Same-Sex Marriages Recognized in Maryland02.24.10
Gansler: Effective immediately Md. recognizes same-sex marriages performed elsewhere
UPDATE 2:50 P.M.: Maryland Attorney General Douglas F. Gansler (D) says effective immediately the state recognizes same-sex marriages performed elsewhere and state agencies should begin giving gay couples the rights they were awarded elsewhere.
UPDATE 10:25 a.m.: Sen. Richard S. Madaleno Jr. (D-Montgomery), who requested the opinion from Gansler, said in a brief interview that he was unsure whether there would be any immediate ramifications.
“It’s reaffirmation of what we thought, that Maryland can recognize gay marriage,” Madaleno said.
He said that changes in state policy could result from a court ruling, legislation or administrative action.
Original Post: A long-awaited opinion by Maryland Attorney General Douglas F. Gansler (D) out Wednesday morning concludes that the state’s highest court is likely to rule at some point that same-sex marriages performed in other states are valid in Maryland.
The policy implications of the opinion are not immediately clear, and Gansler says in a one-page summary that his conclusion “is not free from doubt.”
Gansler’s opinion concludes “that the Court of Appeals, when it ultimately rules on this question in a particular case, will likely apply the principle that a marriage that is valid in the place of celebration is valid in Maryland. The opinion reaches this conclusion in light of the evolving state policy, reflected in anti-discrimination laws, domestic partner laws and other legislation, that respects and supports committed intimate same-sex relationships.”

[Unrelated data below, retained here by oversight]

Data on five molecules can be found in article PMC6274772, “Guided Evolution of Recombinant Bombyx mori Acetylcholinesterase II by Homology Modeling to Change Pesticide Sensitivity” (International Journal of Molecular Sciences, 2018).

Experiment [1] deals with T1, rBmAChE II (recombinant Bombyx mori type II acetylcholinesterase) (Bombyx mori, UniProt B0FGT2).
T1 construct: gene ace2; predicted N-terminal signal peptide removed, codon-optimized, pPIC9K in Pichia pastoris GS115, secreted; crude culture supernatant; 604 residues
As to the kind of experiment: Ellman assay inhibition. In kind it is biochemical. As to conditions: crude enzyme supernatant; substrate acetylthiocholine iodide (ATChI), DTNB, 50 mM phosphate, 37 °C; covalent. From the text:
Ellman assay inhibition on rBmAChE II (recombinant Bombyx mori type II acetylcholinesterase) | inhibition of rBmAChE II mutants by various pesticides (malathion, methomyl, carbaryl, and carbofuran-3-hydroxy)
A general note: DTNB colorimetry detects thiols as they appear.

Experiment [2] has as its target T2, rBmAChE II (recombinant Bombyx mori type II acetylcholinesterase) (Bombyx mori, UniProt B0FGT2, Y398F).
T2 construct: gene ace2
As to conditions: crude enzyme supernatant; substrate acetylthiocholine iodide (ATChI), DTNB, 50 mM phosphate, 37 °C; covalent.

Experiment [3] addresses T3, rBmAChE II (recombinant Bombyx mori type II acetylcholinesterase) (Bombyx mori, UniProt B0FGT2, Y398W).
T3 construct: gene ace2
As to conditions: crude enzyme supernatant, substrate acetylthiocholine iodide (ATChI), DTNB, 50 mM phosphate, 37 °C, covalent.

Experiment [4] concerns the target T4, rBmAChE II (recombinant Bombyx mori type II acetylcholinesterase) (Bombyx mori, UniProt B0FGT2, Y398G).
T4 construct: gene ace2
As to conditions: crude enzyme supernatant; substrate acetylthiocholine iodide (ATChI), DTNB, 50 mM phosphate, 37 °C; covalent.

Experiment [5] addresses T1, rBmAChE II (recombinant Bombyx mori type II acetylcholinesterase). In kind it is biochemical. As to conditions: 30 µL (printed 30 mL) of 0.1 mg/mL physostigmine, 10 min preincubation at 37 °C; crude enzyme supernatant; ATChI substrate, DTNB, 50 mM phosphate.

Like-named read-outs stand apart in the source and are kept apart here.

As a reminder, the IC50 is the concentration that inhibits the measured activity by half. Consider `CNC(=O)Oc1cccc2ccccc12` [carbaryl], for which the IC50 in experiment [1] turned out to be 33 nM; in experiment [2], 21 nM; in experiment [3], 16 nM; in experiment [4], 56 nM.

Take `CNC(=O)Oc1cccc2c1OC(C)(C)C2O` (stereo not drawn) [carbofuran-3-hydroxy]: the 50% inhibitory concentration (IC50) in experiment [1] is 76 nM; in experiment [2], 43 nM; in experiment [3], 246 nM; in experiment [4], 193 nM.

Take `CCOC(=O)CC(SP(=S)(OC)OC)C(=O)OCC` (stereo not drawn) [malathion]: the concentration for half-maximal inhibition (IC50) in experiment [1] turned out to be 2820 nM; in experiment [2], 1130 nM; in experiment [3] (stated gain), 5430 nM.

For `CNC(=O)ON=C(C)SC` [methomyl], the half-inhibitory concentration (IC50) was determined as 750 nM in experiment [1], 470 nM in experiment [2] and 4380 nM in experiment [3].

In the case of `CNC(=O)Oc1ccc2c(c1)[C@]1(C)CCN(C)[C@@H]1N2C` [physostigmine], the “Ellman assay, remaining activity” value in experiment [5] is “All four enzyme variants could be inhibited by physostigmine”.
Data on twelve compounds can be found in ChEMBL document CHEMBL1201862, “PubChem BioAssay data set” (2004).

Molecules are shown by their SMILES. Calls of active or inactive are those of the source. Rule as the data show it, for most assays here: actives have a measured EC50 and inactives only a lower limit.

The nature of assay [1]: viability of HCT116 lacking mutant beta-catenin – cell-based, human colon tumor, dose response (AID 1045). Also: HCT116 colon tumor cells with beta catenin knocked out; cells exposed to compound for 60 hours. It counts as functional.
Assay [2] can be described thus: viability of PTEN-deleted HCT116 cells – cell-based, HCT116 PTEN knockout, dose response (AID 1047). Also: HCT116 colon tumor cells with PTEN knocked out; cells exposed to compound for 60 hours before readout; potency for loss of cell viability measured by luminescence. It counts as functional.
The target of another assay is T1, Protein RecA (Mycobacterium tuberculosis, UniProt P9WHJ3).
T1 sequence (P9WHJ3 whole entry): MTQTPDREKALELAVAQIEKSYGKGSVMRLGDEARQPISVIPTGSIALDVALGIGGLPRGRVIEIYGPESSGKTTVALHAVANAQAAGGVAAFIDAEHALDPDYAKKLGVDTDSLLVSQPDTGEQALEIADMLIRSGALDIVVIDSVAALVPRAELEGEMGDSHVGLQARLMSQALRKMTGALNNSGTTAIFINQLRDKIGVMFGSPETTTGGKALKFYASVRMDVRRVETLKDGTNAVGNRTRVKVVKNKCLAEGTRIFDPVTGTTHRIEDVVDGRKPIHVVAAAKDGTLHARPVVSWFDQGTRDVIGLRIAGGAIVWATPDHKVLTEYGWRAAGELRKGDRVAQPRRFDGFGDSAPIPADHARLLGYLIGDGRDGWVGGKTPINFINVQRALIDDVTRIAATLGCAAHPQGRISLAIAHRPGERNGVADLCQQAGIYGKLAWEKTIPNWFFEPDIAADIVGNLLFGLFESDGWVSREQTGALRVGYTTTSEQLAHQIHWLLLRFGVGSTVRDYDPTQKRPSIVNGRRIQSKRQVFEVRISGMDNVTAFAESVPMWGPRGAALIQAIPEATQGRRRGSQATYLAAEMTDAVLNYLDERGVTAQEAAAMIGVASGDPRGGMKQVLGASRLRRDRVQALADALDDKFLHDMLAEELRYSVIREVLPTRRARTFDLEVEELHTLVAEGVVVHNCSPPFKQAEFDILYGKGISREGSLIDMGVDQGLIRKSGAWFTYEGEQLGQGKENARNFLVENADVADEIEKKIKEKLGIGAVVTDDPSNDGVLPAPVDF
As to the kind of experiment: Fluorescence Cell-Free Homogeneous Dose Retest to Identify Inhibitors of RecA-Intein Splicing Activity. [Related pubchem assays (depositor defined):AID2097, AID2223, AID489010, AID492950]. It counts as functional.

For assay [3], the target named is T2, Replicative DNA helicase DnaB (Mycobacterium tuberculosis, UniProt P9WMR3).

Maryland law currently limits marriages performed in the state to opposite-sex couples.
By John Wagner | February 24, 2010; 9:06 AM ET
Categories: John Wagner
This is great news. Now any couple legally married in any of the other five states that have legalized gay marriage will be recognized as a married couple in Maryland. This is an interested step forward – could more states go this route than actually pushing forward with legalizing themselves?